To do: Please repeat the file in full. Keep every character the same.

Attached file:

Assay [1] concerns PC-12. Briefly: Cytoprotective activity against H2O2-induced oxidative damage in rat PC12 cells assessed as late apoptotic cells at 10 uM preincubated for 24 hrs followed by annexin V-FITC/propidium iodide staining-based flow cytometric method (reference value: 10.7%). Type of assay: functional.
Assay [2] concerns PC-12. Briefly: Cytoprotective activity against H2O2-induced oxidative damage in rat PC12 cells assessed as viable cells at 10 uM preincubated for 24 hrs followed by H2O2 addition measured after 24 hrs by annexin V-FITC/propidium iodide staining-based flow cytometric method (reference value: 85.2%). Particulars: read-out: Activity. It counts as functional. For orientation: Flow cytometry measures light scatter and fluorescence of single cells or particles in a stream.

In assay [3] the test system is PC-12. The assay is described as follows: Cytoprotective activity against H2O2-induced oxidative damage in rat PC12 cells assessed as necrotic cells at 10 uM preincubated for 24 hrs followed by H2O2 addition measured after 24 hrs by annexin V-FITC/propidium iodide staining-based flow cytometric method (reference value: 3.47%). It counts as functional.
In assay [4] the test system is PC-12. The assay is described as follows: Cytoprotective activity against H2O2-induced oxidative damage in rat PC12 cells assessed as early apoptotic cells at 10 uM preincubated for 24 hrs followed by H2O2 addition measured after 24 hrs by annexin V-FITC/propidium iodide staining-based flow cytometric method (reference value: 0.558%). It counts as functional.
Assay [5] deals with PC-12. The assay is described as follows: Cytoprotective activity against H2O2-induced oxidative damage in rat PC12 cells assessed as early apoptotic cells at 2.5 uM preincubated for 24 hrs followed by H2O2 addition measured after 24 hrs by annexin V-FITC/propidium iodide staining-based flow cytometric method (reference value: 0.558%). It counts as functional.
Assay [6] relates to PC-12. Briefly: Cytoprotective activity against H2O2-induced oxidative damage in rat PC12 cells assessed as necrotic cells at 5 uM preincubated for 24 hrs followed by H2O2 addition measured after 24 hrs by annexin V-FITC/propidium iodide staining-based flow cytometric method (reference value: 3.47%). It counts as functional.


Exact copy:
Assay [1] concerns PC-12. Briefly: Cytoprotective activity against H2O2-induced oxidative damage in rat PC12 cells assessed as late apoptotic cells at 10 uM preincubated for 24 hrs followed by annexin V-FITC/propidium iodide staining-based flow cytometric method (reference value: 10.7%). Type of assay: functional.
Assay [2] concerns PC-12. Briefly: Cytoprotective activity against H2O2-induced oxidative damage in rat PC12 cells assessed as viable cells at 10 uM preincubated for 24 hrs followed by H2O2 addition measured after 24 hrs by annexin V-FITC/propidium iodide staining-based flow cytometric method (reference value: 85.2%). Particulars: read-out: Activity. It counts as functional. For orientation: Flow cytometry measures light scatter and fluorescence of single cells or particles in a stream.

In assay [3] the test system is PC-12. The assay is described as follows: Cytoprotective activity against H2O2-induced oxidative damage in rat PC12 cells assessed as necrotic cells at 10 uM preincubated for 24 hrs followed by H2O2 addition measured after 24 hrs by annexin V-FITC/propidium iodide staining-based flow cytometric method (reference value: 3.47%). It counts as functional.
In assay [4] the test system is PC-12. The assay is described as follows: Cytoprotective activity against H2O2-induced oxidative damage in rat PC12 cells assessed as early apoptotic cells at 10 uM preincubated for 24 hrs followed by H2O2 addition measured after 24 hrs by annexin V-FITC/propidium iodide staining-based flow cytometric method (reference value: 0.558%). It counts as functional.
Assay [5] deals with PC-12. The assay is described as follows: Cytoprotective activity against H2O2-induced oxidative damage in rat PC12 cells assessed as early apoptotic cells at 2.5 uM preincubated for 24 hrs followed by H2O2 addition measured after 24 hrs by annexin V-FITC/propidium iodide staining-based flow cytometric method (reference value: 0.558%). It counts as functional.
Assay [6] relates to PC-12. Briefly: Cytoprotective activity against H2O2-induced oxidative damage in rat PC12 cells assessed as necrotic cells at 5 uM preincubated for 24 hrs followed by H2O2 addition measured after 24 hrs by annexin V-FITC/propidium iodide staining-based flow cytometric method (reference value: 3.47%). It counts as functional.